nil, and only 15-20 per cent of new originations have an equity position of
less than 15 per cent. Furthermore, we estimate that the non-conforming market
is currently at around seven per cent of mortgage outstanding, up from five
per cent in 2005 but dramatically below the over 20 per cent seen in the U.S.
at the eve of the crash."
The report notes that, at its core, the U.S. meltdown is a non-conforming
story. Average house prices in cities with above-average non-conforming
exposure fell by 40 per cent from the June 2006 peak—double the decline in
cities with below average exposure. "Eradicate subprime from the U.S. housing
market and, instead of the most severe house price meltdown since the great
depression, you get a soft landing," states Mr. Tal.
In the U.S., a mortgage was typically 30 years compared to a 5-year term in
Canada. Traditionally, this made Canadian borrowers more sensitive to the
impact of interest rate hikes. In Canada today, borrowers are already curbing
their rate sensitivity by reducing the share of variable rate mortgages in new
originations to a multi-year low (mainly among more risky mortgages).
"In the pre-crash U.S., the opposite was the case with the share of adjustable
rate mortgages (ARM) staying elevated until the bitter end, with no less than
80 per cent of non-conforming originations being ARMs," he adds. "And those
mortgage gymnastics did not end here. The introduction of the teaser rate, a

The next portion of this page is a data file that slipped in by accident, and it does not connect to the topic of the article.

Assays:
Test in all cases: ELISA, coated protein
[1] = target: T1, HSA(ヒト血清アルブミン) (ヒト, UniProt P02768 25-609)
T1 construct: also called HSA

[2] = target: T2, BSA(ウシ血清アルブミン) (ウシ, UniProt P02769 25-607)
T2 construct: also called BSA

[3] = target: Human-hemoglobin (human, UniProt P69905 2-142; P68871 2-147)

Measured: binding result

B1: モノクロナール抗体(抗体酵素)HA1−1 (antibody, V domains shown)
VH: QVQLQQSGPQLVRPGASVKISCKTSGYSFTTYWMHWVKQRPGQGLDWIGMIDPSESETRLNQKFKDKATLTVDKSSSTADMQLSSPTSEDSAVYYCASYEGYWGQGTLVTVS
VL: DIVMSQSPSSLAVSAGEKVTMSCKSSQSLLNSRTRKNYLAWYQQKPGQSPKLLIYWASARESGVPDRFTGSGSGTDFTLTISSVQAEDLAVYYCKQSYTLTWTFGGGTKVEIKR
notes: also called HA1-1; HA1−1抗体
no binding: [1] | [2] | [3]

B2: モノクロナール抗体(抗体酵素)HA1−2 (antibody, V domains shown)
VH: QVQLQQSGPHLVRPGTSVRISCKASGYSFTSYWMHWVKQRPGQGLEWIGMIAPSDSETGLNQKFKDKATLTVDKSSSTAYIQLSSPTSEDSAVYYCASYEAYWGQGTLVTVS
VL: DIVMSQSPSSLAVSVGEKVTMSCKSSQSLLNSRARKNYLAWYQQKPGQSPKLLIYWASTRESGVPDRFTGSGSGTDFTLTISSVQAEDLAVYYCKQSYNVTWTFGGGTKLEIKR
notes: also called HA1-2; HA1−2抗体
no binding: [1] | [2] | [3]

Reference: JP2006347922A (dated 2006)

low introductory rate for a period of two or three years that would adjust
upward at the end of the initial period, worked to effectively neutralize U.S.
He notes that between mid-2004 and mid-2006, the Fed Funds rate rose by more
than 400 basis points, but in part due to the impact of the teaser rate, the
effective mortgage rate rose by only 30 basis points. The practical
implication of that was that when the teaser period expired, millions of
Americans felt the full impact of two years' worth of monetary tightening
"The reset of no less than $2 trillion of mortgage debt in 2006 and 2007 was
no doubt the trigger to the U.S. housing crash. Such a potential trigger does
not exist in Canada with mortgage rates likely to rise gradually, allowing
borrowers to adjust over time."
Mr. Tal notes that not all is well in the Canadian housing market. Home prices
are overshooting their fundamentals, mainly in large cities such as Toronto
and Vancouver and the recent slowing in sales activity will probably be
followed by price adjustments in many cities across the country.
"But the Canada of today is very different than a pre-recession U.S., namely
as far as borrower profiles are concerned. Therefore, when it comes to jitters
regarding a U.S.-type meltdown here at home, the only thing we have to fear is
The complete CIBC World Markets report is available at:
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Benjamin Tal, Deputy Chief Economist, CIBC World Markets Inc. at (416)
956-3698,email@example.com or Kevin dove, Communications and Public
Affairs at 416-980-48358,firstname.lastname@example.org.
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-0- Oct/30/2012 12:00 GMT